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While at home: Sit tall and MOVE!

May 01, 2020

Healthy Tips for Working and Staying at Home During the Pandemic


Gina Crothers, of WellSpan Rehabilitation in Manheim, demonstrates correct posture while working at a desk.

Gina Crothers, of WellSpan Rehabilitation in Manheim, demonstrates correct posture while working at a desk.

We are hunched over our laptops at the kitchen table as we work from home. We are spending lots of time binge-watching TV or endlessly scrolling through our phones while lying on our sofas during the COVID-19 pandemic.

Our bodies have a message for us: HELP!

"We are meant to move," said Brian McClenahan, a WellSpan Health physical therapist in Lancaster County. "Make sure you are regularly stretching and moving, rather than sitting or lying for long periods of time."

Movement stimulates blood flow in the muscles and helps to lubricate your joints.

"If you sit for hours without moving, your joints will stiffen and your muscles will tighten," said Jamie Steier, a WellSpan physical therapist in Franklin County. "Even five minutes of movement can make a big difference."

This unusual time is actually a great time to start some new habits, McClenahan noted. Studies show it takes a little longer than two months – 66 days to be exact – for a new behavior to become a habit. If you use this time to improve your posture and move at regular intervals, you might just find you are continuing to do that when you return to your regular office routines.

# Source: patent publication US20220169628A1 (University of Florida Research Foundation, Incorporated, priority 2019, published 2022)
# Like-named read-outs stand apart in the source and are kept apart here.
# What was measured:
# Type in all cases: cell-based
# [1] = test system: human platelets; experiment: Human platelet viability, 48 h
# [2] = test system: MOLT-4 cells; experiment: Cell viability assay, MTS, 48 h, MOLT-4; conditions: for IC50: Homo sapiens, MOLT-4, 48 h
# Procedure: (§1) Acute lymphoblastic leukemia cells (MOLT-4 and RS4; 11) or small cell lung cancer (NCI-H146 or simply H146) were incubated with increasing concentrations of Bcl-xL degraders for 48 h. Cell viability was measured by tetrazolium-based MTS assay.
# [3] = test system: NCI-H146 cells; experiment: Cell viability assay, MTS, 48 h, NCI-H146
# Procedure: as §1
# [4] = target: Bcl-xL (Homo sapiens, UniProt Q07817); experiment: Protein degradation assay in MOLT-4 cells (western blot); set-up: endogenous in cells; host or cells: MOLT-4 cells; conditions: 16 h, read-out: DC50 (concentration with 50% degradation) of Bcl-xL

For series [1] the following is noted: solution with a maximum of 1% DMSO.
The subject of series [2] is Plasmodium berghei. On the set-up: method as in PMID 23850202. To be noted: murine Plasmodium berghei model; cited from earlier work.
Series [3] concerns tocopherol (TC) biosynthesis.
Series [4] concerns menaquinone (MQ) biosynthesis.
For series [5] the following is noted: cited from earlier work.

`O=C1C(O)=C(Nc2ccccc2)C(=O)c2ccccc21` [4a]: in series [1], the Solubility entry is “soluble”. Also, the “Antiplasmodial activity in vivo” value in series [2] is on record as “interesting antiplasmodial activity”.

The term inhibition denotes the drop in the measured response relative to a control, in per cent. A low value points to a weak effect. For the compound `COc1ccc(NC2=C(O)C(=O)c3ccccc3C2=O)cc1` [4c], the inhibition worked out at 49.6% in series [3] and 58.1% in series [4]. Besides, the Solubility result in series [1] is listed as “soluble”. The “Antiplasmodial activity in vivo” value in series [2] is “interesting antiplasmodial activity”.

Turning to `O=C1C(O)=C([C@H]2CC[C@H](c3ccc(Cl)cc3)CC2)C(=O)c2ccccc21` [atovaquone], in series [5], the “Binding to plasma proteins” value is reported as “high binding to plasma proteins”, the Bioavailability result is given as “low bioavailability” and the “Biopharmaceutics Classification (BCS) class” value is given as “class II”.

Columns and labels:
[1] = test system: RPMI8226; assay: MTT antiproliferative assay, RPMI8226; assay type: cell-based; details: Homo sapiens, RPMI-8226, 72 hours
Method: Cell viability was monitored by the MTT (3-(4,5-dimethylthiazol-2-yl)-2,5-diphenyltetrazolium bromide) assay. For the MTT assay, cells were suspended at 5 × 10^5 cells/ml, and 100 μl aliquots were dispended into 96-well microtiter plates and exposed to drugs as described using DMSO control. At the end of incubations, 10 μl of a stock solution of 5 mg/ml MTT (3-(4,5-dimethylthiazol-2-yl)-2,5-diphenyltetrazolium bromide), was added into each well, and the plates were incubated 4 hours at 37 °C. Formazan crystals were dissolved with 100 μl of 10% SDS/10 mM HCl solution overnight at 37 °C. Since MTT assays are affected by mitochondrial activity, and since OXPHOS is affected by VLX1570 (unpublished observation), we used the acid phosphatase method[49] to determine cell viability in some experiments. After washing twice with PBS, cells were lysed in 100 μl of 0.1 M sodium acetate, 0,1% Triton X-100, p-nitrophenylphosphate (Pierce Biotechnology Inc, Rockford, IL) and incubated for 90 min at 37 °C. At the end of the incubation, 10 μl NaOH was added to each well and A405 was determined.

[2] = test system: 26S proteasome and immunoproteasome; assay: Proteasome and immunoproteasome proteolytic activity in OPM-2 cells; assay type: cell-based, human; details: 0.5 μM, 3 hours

Here are some tips from McClenahan and Steier for working and staying at home during the pandemic:

  • Think about doing the opposite. When you are in the sitting position, working at a laptop, your head is forward and looking down, your arms are bent, your back is rounded, your hips are flexed and your knees are bent. Move all those joints and limbs, in the opposite directions if possible, several times a day, to reduce stress and combat the strain of sitting still. Move your head back, look up, straighten your elbows, raise your shoulders, flex your legs and hips.
  • Make sure your work station is set up the correct way:
    • Sit in a supportive chair, with your back against the lower part of the backrest.
    • Sit with your feet flat on the floor, with your knees at a 90-degee angle.
    • Your elbows also should be at a 90-degree angle. Avoid resting your forearms on the edge of your work station.
    • The top of your monitor should be at forehead height.
  • Incorporate movement into your day. Take a break from your laptop by standing up and walking around at regular intervals. Walk while you talk on the phone.
  • Try a simple exercise like sitting down and standing up from a chair 10 times in a row, without using your hands. Do this several times a day.
  • Avoid sitting or lying on soft furniture for long periods of time. Get up and move at regular intervals.
  • Walk for at least 30 minutes a day. You can split this up into segments if you want. Take large strides, to open up your hips. Walk at least five days a week.